Modern Treatment Options for Diabetes Patients
It is important for anyone who has diabetes, whether type 1 or type 2, to understand the daily management of this serious disease. By learning about lifestyle changes and the clinical management of diabetes, we can work together with patients for improved health.
- Diabetes patients need to learn how to monitor their blood glucose. Daily testing will help determine how well their meal plan, activity plan, and medication are working to keep blood glucose levels in a normal range.
- Diabetes patients need to have a meal (nutrition) plan.
- Diabetes patients need to pay attention to their physical activity level. Physical activity can help the body use insulin better so it can convert glucose into energy for cells.
- Diabetes patients with type 1 diabetes, and some with type 2 diabetes, also need to take insulin injections.
- Some diabetes patients with type 2 diabetes take pills called "oral agents" which help their bodies produce more insulin and/or use the insulin it is producing better.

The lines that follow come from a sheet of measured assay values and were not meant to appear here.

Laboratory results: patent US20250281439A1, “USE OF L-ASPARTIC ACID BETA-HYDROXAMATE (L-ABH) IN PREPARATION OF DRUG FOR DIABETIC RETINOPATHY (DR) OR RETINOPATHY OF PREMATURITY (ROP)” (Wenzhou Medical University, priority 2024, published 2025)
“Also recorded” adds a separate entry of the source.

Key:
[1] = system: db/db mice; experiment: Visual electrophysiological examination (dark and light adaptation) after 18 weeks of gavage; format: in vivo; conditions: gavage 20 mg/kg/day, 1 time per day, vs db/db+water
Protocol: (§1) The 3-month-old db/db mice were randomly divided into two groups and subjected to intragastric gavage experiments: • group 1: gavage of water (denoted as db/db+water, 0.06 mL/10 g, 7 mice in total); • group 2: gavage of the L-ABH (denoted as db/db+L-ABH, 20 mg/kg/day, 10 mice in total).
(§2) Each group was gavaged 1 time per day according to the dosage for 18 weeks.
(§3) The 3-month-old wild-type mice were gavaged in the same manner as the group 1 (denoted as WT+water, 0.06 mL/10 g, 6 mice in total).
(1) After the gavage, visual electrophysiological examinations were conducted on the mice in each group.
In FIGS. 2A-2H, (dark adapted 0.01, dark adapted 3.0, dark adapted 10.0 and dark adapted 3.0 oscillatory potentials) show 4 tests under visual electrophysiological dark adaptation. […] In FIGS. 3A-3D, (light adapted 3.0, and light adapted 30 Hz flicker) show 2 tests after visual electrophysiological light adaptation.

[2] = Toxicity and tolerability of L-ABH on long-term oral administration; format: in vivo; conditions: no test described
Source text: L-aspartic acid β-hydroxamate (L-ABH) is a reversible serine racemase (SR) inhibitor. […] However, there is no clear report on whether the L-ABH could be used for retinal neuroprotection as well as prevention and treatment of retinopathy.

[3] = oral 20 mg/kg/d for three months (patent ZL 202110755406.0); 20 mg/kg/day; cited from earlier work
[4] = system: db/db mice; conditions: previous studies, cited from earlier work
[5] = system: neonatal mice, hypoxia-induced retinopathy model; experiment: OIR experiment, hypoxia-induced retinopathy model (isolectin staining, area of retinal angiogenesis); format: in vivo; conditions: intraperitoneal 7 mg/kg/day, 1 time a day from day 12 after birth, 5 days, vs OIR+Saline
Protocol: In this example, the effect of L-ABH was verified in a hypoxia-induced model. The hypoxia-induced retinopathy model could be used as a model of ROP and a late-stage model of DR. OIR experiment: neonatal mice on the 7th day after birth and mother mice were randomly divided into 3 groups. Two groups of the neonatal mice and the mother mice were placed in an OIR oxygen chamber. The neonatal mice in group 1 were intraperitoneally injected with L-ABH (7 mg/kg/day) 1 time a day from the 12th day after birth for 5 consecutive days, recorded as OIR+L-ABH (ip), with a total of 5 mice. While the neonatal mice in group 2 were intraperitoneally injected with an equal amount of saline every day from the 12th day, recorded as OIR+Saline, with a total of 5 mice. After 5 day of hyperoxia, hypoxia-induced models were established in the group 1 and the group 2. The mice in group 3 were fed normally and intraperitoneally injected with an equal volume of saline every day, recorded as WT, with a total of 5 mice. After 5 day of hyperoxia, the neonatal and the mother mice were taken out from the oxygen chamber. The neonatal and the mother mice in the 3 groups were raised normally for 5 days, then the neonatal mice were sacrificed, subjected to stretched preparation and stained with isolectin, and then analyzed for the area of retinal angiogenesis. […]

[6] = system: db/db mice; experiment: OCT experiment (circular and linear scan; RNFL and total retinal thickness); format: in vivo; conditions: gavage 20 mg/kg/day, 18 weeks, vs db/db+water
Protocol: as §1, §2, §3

- Some diabetes patients with type 2 diabetes can manage their disease without medication by appropriate meal planning and adequate physical activity.
- Diabetes patients should be seen at least once every six months by a diabetes specialist (an endocrinologist or a diabetologist). He or she should also be seen periodically by other members of a diabetes treatment team, including a diabetes nurse educator and a dietitian who will help develop a meal plan for the individual.
- Ideally, diabetes patients should also see an exercise physiologist for help in developing a physical activity plan, and perhaps, a social worker, psychologist or other mental health professional for help with the stresses and challenges of living with a chronic disease.
- Diabetes patients should have regular eye exams (once a year) by an ophthalmologist to make sure that any eye problems associated with diabetes are caught early and treated before they become serious.
Poorly managed diabetes can lead to many long-term complications, including:
- Heart attack
- Kidney failure
- Blood vessel disease that may require an amputation
- Nerve damage
- Impotence in men
Visit a Diabetes Specialist in Your Neighborhood
To Find a Physician who can help you manage your diabetes, click here or call our physician referral services line at 1-855-823-WELL. To find out more about our Diabetes Services, call (202) 269-7458.